THE year 2019 saw unprecedented attention being paid to the burning question of global warming and the concomitant climate crisis. 16-year old Greta Thunberg spearheaded a global school strike to demand for immediate and effective action to counter the ongoing crisis, following which she was invited to the UN Climate Action Summit in September. It was at this summit that Thunberg thundered at world leaders, “You are failing us…the young people are starting to understand your betrayal. The eyes of all future generations are upon you. And if you choose to fail us, I say: We will never forgive you”. It is in the backdrop of this extraordinary global attention that the latest round of climate negotiations (Conference of the Parties, COP25) took place in Madrid, Spain in early December. Unfortunately, it does look as if world leaders did indeed fail Thunberg and millions like her who are worried about the planet’s future, despite the intense spotlight on the negotiations this time around. After participating in a rally of an estimated half a million protestors outside the venue of the climate talks, Thunberg described the COP talks as having turned “into some kind of opportunity for countries to negotiate loopholes”.
The attention garnered by the COP25 talks in Madrid is hardly surprising. Several scientific reports, such as the Intergovernmental Panel on Climate Change’s (IPCC) latest report released last year (which Liberation had covered), have highlighted the extent and urgency of the crisis. The 2018 IPCC report informed us that the world cannot afford to let global warming exceed 1.5°C, thus revising its previous estimate of 2°C. Climate science now tells us that overshooting the 1.5°C threshold could trigger events which would literally finish off humankind. The world is already 1.1°C warmer than it was at the onset of the industrial revolution. If current trends persist, then global temperatures can be expected to rise by 3.2 to 3.9°C this century. And yet, world leaders in summit after summit have been remarkably reluctant to acknowledge and address these chilling figures. In fact, one point of contention at the COP24 summit last year was that a host of countries, including the US, Saudi Arabia, Russia and Kuwait, even refused to welcome the internationally recognised findings of the IPCC report. As the need greenhouse emission targets get tougher and more difficult to meet (according to the UN Environment Programme’s 2019 Emissions Gap Report, we now need to reduce greenhouse gas emissions at the rate of 7.6% per cent per year from 2020 to 2030), this is tragically being met by indifference by the powers-that-be.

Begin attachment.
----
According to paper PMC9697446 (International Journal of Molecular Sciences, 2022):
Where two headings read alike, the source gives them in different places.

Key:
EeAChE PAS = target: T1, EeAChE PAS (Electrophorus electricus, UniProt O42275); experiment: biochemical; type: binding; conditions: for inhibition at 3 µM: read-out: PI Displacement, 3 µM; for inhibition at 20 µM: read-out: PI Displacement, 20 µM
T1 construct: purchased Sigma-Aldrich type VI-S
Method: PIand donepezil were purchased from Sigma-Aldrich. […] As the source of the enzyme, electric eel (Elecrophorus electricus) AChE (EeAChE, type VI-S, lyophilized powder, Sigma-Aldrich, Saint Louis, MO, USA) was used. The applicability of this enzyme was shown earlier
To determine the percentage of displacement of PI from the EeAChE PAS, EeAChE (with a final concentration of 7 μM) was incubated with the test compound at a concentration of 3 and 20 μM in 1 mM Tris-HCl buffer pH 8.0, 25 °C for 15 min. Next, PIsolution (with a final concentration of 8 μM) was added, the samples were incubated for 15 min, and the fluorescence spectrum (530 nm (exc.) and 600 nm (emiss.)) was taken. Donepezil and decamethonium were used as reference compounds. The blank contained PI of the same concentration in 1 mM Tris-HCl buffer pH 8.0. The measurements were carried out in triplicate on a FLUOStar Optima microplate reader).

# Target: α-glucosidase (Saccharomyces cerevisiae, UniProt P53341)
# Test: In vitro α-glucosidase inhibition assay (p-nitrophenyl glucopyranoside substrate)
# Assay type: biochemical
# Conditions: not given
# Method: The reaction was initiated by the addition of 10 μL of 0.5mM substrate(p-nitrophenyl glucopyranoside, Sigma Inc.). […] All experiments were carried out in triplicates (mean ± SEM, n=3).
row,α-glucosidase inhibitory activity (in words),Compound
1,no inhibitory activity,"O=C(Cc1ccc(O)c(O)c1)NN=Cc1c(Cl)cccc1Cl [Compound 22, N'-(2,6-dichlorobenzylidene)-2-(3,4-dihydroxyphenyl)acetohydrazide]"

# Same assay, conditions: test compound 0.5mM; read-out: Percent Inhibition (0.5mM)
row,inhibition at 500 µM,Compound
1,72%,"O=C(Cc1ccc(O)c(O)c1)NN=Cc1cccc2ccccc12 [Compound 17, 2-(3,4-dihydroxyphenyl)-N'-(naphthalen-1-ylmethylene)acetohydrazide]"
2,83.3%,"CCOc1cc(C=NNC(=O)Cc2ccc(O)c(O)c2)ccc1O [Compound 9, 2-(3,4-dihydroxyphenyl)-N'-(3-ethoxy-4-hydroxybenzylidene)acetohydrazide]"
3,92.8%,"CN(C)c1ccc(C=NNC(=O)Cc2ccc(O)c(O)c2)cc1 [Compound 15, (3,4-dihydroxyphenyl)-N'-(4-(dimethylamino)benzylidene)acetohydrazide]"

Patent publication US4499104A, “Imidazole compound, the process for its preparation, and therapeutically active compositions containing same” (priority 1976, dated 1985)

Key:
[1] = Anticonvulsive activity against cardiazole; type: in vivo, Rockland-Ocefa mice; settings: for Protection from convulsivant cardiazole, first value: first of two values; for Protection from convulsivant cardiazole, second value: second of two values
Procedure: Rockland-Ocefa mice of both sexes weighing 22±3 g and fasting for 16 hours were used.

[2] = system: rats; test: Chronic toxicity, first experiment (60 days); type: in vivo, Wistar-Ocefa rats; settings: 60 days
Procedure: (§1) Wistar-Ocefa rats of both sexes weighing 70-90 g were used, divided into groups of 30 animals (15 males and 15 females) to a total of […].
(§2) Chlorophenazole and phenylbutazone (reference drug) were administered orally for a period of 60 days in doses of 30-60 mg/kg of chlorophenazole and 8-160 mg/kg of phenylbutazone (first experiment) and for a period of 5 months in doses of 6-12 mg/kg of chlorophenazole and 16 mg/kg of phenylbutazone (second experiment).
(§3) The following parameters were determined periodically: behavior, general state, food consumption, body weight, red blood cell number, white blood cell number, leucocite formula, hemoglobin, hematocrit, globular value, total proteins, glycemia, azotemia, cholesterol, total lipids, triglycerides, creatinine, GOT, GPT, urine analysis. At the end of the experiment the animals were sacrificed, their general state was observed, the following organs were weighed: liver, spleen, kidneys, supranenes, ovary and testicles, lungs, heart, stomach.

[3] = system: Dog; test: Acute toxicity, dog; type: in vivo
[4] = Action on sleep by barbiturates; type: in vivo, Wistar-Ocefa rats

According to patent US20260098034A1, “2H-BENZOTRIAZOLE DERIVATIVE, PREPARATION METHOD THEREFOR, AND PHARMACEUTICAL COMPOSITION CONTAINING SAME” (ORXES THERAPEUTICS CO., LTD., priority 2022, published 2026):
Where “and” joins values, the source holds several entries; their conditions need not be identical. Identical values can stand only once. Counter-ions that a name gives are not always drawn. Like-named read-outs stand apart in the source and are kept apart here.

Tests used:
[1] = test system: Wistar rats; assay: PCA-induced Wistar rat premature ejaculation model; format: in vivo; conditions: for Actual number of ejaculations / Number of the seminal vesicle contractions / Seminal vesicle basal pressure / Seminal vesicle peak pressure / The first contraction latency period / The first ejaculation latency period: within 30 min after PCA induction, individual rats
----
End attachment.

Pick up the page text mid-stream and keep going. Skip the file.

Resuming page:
COP25 was mandated to resolve several outstanding issues, including deciding provisions under Article 6 (which will be discussed later in this piece) of the Paris Agreement which would allow countries to meet, in part, domestic mitigation goals through market mechanisms such as carbon markets; public registries for Nationally Determined Contributions (NDCs) to address greenhouse gas emissions; and technological adaptation efforts under the Paris Agreement. The focus, in short, was on to get countries to commit to more ambitious targets for greenhouse gas emissions. COP25 was also supposed to discuss a just international mechanism to deal with loss and damage associated with climate change impacts as well as international climate finance in particular.
Let us first look at the positives achieved at the COP25 in Madrid. More than seventy countries committed to net zero carbon emissions by 2050, even if major emitters such as the US, UK, India, China and Russia have not yet done so. More than 100 cities did the same, including several of the world’s largest. Small island states together committed to achieve carbon neutrality and to move to 100 per cent renewable energy by 2030. There was a commitment (at least on paper) from more than a 100 businesses to push for greener technologies and to move towards carbon-neutral investment portfolios by 2050. There were moves to raise emission control and investment targets by some non-state actors. However, overall, the Madrid talks ended in a compromise deal which left a lot to be desired, something that even the UN Secretary General admitted. A range of countries, including the US, Australia, Brazil (and India and China to a certain extent) stalled efforts by the European Union (EU) and small island states to push for higher greenhouse gas reduction targets.